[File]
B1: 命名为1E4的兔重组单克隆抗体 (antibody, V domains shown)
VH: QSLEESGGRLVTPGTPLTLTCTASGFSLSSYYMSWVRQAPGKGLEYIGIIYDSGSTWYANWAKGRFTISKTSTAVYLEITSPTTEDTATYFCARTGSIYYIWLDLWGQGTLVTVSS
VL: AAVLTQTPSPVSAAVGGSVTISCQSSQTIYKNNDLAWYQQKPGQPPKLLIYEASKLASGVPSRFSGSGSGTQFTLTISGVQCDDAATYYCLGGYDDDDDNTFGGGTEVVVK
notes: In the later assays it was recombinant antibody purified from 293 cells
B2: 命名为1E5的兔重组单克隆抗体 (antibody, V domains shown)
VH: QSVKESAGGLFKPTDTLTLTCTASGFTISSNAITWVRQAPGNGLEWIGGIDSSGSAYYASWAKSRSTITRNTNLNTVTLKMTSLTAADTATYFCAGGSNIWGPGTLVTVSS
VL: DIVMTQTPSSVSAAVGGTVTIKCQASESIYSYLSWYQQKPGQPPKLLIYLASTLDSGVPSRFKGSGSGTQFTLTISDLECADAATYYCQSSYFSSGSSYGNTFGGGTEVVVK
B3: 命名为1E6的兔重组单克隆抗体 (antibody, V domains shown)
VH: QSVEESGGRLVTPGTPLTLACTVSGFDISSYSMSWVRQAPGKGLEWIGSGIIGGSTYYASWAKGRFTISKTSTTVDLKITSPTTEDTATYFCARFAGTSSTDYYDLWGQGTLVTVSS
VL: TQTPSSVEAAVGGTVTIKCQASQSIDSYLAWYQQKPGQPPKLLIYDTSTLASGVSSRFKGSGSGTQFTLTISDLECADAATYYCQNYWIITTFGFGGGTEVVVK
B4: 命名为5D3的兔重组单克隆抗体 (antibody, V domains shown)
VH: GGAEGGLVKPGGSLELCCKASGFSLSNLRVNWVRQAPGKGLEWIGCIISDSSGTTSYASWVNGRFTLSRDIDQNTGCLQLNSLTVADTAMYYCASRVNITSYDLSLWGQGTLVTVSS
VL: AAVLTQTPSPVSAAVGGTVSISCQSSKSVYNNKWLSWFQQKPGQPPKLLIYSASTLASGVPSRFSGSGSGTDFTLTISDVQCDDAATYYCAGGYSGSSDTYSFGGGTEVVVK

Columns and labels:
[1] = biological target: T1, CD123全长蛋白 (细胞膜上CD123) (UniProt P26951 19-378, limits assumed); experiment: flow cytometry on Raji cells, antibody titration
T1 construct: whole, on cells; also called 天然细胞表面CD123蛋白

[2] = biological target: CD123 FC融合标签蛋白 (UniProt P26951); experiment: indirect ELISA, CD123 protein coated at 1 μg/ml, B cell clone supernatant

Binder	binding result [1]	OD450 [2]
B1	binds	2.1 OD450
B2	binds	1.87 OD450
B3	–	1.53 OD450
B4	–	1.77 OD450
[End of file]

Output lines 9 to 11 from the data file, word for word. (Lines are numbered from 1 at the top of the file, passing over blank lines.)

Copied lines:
VH: QSVEESGGRLVTPGTPLTLACTVSGFDISSYSMSWVRQAPGKGLEWIGSGIIGGSTYYASWAKGRFTISKTSTTVDLKITSPTTEDTATYFCARFAGTSSTDYYDLWGQGTLVTVSS
VL: TQTPSSVEAAVGGTVTIKCQASQSIDSYLAWYQQKPGQPPKLLIYDTSTLASGVSSRFKGSGSGTQFTLTISDLECADAATYYCQNYWIITTFGFGGGTEVVVK
B4: 命名为5D3的兔重组单克隆抗体 (antibody, V domains shown)